The ‘Weekend Effect’ (and what it means for research and policy)

Today, two new studies are published examining different aspects of the observed increase in the risk of mortality associated with weekend admission, the so-called ‘weekend effect’. In the first [disclaimer: I am an author of this], the results of a national consultant survey are analysed. Variations in Sunday to Wednesday consultant to patient ratios are compared to the estimated ‘weekend effect’ for each trust in England: no correlation is found between the two. In the second, compliance with clinical guidelines for stroke care are examined over the course of the whole week. A specialist database allows for severity of admission. No ‘weekend effect’ is found for the 2013/14 sample of patients used, however, patients admitted at night are found to have a higher risk of mortality. A third recently published study also sheds some further light on the processes occurring at the weekend in the NHS. Fewer people who attend accident and emergency departments are admitted at the weekend and fewer patients are referred directly from the community.

These papers provide an important insight into the weekend effect, which has been used to justify a move to seven day services in the NHS. I won’t delve deeper into the implications of these studies for this particular policy, Nick Black does an exemplary job of this in an editorial for The Lancet. I want instead to consider whether the seven day NHS issue suggests a change in the way economic and service delivery research is presented.

It is becoming more common for cost-effectiveness results to be published along with the results of randomised controlled trials. This facilitates interpretation and use of the results of the trial. However, these results, ICERs or relative risks or whatever, are not a decision and tell us nothing about what we should do. A decision making framework is required for that. Within the realm of HTA there is a well defined process for interpreting the results of evaluations and making decisions with regards to implementation. This function has been embodied in England and Wales in NICE. Generally decisions are made with respect to a predefined cost-effectiveness threshold: if a technology is expected to be more cost-effective than the threshold then the decision is to invest in it. However, such a system is not used in general for service delivery interventions. For example, the finding that a seven day NHS policy, if evaluated at face value, would not be cost-effective by any standard criteria has sadly had little impact on the debate. Indeed the decisions made at a health system level are inherently political.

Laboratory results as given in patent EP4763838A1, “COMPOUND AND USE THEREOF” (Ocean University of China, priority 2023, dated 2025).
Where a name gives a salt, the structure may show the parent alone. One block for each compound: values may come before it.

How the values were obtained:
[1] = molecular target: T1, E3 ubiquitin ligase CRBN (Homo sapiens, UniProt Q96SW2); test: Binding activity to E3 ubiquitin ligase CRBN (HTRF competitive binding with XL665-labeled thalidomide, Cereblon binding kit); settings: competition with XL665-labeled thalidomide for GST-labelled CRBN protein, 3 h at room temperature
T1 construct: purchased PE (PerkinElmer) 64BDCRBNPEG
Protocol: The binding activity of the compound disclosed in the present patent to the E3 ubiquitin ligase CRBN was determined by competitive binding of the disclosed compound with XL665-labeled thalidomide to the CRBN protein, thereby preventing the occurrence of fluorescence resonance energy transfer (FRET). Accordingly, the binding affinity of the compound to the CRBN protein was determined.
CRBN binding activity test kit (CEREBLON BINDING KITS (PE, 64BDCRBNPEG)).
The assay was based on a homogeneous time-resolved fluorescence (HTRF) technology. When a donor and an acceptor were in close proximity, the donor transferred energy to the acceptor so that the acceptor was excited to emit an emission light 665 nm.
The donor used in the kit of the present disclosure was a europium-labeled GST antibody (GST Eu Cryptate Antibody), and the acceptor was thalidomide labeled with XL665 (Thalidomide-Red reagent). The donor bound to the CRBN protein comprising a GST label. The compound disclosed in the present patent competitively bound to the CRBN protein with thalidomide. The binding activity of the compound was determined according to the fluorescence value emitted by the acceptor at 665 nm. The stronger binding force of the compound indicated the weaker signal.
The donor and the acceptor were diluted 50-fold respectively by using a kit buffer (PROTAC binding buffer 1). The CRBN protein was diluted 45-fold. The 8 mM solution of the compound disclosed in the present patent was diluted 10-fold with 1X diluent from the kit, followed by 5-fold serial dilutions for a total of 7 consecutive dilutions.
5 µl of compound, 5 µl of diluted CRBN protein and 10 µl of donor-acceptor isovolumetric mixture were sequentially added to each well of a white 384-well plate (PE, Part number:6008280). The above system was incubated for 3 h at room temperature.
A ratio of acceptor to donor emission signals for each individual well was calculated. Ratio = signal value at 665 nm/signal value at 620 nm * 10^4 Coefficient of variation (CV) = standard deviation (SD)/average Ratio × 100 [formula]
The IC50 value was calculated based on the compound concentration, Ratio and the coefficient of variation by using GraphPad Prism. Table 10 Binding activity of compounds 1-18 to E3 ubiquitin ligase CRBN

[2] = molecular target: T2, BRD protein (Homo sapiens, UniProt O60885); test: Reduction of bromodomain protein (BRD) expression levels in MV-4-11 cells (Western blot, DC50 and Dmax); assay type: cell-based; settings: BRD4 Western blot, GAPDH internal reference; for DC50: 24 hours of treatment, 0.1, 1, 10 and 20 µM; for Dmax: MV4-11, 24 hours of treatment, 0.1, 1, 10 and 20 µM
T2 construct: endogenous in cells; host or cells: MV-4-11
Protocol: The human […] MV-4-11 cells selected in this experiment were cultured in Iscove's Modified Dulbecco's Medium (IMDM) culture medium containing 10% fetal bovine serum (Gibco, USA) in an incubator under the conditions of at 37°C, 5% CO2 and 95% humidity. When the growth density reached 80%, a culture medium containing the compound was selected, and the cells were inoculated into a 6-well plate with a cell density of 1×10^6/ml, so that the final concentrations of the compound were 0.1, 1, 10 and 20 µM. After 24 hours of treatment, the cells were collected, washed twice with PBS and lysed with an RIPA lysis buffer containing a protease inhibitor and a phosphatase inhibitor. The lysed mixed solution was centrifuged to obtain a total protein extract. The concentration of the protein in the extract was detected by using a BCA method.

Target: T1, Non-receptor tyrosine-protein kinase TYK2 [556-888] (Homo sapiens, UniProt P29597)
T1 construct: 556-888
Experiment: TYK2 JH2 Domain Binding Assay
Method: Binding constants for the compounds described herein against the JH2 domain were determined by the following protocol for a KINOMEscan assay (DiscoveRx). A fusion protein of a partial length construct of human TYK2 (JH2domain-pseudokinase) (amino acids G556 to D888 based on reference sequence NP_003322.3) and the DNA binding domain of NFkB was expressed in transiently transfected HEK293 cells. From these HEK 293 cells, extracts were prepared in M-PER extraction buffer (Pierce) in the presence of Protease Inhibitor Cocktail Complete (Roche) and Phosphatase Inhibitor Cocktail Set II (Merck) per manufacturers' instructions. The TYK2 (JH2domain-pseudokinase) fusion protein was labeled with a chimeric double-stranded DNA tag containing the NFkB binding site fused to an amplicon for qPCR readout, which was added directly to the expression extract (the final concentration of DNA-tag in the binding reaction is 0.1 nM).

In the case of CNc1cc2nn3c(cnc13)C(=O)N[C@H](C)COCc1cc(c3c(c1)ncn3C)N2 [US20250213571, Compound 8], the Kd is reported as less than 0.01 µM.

A basic model of political economy puts decision makers on a scale somewhere between two extremes. At one end decision makers act towards predefined long run equity and efficiency goals and at the other they are purely self-serving. At the HTA level there is little political capital to be gained from making cost-ineffective decisions; particularly because the decision making criteria are well known. Exceptions are made only when there is significant interest group pressure. The framework for evaluating health system interventions is typically more opaque; there are often more interest groups are involved; and, the evidence is often complex or lacking. The statistics can be complex and easily misrepresented – what Tim Harford has recently described as statistical bullshit.

What is lacking then is both a decision making framework and a way of interpreting results within this framework. A simple decision rule on the basis of net benefits weighted by a societal willingness to pay as used for HTA may suffice. Although it may be desirable to consider also risk and uncertainty. The interpretation of results often occurs in a qualitative or discursive way in the Discussion of research papers. But this often focuses on advising caution in interpretation (often due to the idiosyncrasies of frequentist statistics and their meaning). A more formal Interpretation section that examines decisions implied by the results if possible or that uses alternative simple calculations and opinion as posterior model checks would be desirable. At the very least the seven day NHS debate may suggest that research communication and implementation is currently sub-optimal.


  • Health economics, statistics, and health services research at the University of Warwick. Also like rock climbing and making noise on the guitar.


We now have a newsletter!

Sign up to receive updates about the blog and the wider health economics world.

12 thoughts on “The ‘Weekend Effect’ (and what it means for research and policy)”

  1. Pingback: The NHS as policy laboratory | The Academic Health Economists' Blog

  2. Pingback: Sam Watson’s journal round-up for August 15th | The Academic Health Economists' Blog

  3. Pingback: Weekend effect redux | The Academic Health Economists' Blog

  4. Pingback: Sam Watson’s journal round-up for 7th November 2016 | The Academic Health Economists' Blog

  5. Pingback: Weekend effect explainer: why we are not the ‘climate change deniers of healthcare’ | The Academic Health Economists' Blog

  6. Pingback: Variations in NHS admissions at a glance | The Academic Health Economists' Blog

  7. Pingback: Sam Watson’s journal round-up for 23rd May 2016 | The Academic Health Economists' Blog

  8. Pingback: Chris Sampson’s journal round-up for 16th May 2016 | The Academic Health Economists' Blog

  9. Pingback: Hawking is right, Jeremy Hunt does egregiously cherry pick the evidence | The Academic Health Economists' Blog

  10. Pingback: Sam Watson’s journal round-up for 13th November 2017 | The Academic Health Economists' Blog

Join the discussion